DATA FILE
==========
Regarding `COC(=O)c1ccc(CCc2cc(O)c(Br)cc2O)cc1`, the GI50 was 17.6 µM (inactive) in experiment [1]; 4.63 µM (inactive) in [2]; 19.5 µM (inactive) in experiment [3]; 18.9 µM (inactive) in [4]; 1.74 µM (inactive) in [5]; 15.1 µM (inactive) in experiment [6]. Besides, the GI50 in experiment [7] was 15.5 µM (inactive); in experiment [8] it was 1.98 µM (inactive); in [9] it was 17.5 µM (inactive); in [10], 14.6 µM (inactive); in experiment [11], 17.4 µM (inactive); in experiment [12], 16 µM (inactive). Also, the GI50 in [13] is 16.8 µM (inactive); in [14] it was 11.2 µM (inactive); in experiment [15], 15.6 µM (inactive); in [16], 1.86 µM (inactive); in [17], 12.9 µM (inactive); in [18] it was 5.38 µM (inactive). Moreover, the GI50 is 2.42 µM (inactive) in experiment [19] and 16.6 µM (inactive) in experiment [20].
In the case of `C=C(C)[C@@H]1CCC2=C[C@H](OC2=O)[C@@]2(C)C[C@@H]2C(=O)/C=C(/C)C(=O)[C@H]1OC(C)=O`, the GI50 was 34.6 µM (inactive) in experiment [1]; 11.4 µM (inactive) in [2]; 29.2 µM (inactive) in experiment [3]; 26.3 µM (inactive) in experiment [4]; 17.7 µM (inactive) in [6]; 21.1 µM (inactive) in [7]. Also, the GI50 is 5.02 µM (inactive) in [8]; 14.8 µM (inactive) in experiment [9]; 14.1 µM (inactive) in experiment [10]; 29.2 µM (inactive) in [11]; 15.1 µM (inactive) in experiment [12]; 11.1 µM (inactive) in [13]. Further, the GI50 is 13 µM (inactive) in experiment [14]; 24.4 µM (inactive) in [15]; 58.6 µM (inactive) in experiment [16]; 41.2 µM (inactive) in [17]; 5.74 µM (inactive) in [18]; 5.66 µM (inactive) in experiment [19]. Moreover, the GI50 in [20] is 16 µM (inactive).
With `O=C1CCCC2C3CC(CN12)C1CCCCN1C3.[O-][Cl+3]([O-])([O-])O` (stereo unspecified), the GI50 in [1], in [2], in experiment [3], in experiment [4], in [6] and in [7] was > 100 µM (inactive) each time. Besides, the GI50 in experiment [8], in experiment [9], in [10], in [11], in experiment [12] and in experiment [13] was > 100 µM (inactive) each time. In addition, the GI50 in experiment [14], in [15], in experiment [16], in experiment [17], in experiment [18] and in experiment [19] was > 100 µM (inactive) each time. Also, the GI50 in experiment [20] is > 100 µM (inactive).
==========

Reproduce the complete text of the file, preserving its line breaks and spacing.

Regarding `COC(=O)c1ccc(CCc2cc(O)c(Br)cc2O)cc1`, the GI50 was 17.6 µM (inactive) in experiment [1]; 4.63 µM (inactive) in [2]; 19.5 µM (inactive) in experiment [3]; 18.9 µM (inactive) in [4]; 1.74 µM (inactive) in [5]; 15.1 µM (inactive) in experiment [6]. Besides, the GI50 in experiment [7] was 15.5 µM (inactive); in experiment [8] it was 1.98 µM (inactive); in [9] it was 17.5 µM (inactive); in [10], 14.6 µM (inactive); in experiment [11], 17.4 µM (inactive); in experiment [12], 16 µM (inactive). Also, the GI50 in [13] is 16.8 µM (inactive); in [14] it was 11.2 µM (inactive); in experiment [15], 15.6 µM (inactive); in [16], 1.86 µM (inactive); in [17], 12.9 µM (inactive); in [18] it was 5.38 µM (inactive). Moreover, the GI50 is 2.42 µM (inactive) in experiment [19] and 16.6 µM (inactive) in experiment [20].
In the case of `C=C(C)[C@@H]1CCC2=C[C@H](OC2=O)[C@@]2(C)C[C@@H]2C(=O)/C=C(/C)C(=O)[C@H]1OC(C)=O`, the GI50 was 34.6 µM (inactive) in experiment [1]; 11.4 µM (inactive) in [2]; 29.2 µM (inactive) in experiment [3]; 26.3 µM (inactive) in experiment [4]; 17.7 µM (inactive) in [6]; 21.1 µM (inactive) in [7]. Also, the GI50 is 5.02 µM (inactive) in [8]; 14.8 µM (inactive) in experiment [9]; 14.1 µM (inactive) in experiment [10]; 29.2 µM (inactive) in [11]; 15.1 µM (inactive) in experiment [12]; 11.1 µM (inactive) in [13]. Further, the GI50 is 13 µM (inactive) in experiment [14]; 24.4 µM (inactive) in [15]; 58.6 µM (inactive) in experiment [16]; 41.2 µM (inactive) in [17]; 5.74 µM (inactive) in [18]; 5.66 µM (inactive) in experiment [19]. Moreover, the GI50 in [20] is 16 µM (inactive).
With `O=C1CCCC2C3CC(CN12)C1CCCCN1C3.[O-][Cl+3]([O-])([O-])O` (stereo unspecified), the GI50 in [1], in [2], in experiment [3], in experiment [4], in [6] and in [7] was > 100 µM (inactive) each time. Besides, the GI50 in experiment [8], in experiment [9], in [10], in [11], in experiment [12] and in experiment [13] was > 100 µM (inactive) each time. In addition, the GI50 in experiment [14], in [15], in experiment [16], in experiment [17], in experiment [18] and in experiment [19] was > 100 µM (inactive) each time. Also, the GI50 in experiment [20] is > 100 µM (inactive).